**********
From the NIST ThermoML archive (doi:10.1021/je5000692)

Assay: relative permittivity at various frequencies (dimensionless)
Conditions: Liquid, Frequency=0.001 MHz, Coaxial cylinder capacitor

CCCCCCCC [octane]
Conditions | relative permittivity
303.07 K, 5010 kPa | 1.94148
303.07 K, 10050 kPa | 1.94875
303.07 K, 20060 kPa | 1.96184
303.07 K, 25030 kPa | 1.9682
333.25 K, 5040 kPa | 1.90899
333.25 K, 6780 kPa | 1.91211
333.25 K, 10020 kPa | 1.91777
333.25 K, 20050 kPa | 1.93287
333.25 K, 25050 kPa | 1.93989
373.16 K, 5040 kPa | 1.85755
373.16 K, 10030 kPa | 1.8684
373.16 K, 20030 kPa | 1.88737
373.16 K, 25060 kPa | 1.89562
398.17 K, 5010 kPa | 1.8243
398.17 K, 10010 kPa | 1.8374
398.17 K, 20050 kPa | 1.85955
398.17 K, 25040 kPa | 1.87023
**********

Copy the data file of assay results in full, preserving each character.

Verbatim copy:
From the NIST ThermoML archive (doi:10.1021/je5000692)

Assay: relative permittivity at various frequencies (dimensionless)
Conditions: Liquid, Frequency=0.001 MHz, Coaxial cylinder capacitor

CCCCCCCC [octane]
Conditions | relative permittivity
303.07 K, 5010 kPa | 1.94148
303.07 K, 10050 kPa | 1.94875
303.07 K, 20060 kPa | 1.96184
303.07 K, 25030 kPa | 1.9682
333.25 K, 5040 kPa | 1.90899
333.25 K, 6780 kPa | 1.91211
333.25 K, 10020 kPa | 1.91777
333.25 K, 20050 kPa | 1.93287
333.25 K, 25050 kPa | 1.93989
373.16 K, 5040 kPa | 1.85755
373.16 K, 10030 kPa | 1.8684
373.16 K, 20030 kPa | 1.88737
373.16 K, 25060 kPa | 1.89562
398.17 K, 5010 kPa | 1.8243
398.17 K, 10010 kPa | 1.8374
398.17 K, 20050 kPa | 1.85955
398.17 K, 25040 kPa | 1.87023